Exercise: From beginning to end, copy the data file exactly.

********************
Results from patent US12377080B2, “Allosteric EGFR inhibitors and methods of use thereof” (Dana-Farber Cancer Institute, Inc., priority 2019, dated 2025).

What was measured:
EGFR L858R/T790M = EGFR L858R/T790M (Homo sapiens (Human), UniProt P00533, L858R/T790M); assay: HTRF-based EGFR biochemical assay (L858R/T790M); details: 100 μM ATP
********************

Results from patent US12377080B2, “Allosteric EGFR inhibitors and methods of use thereof” (Dana-Farber Cancer Institute, Inc., priority 2019, dated 2025).

What was measured:
EGFR L858R/T790M = EGFR L858R/T790M (Homo sapiens (Human), UniProt P00533, L858R/T790M); assay: HTRF-based EGFR biochemical assay (L858R/T790M); details: 100 μM ATP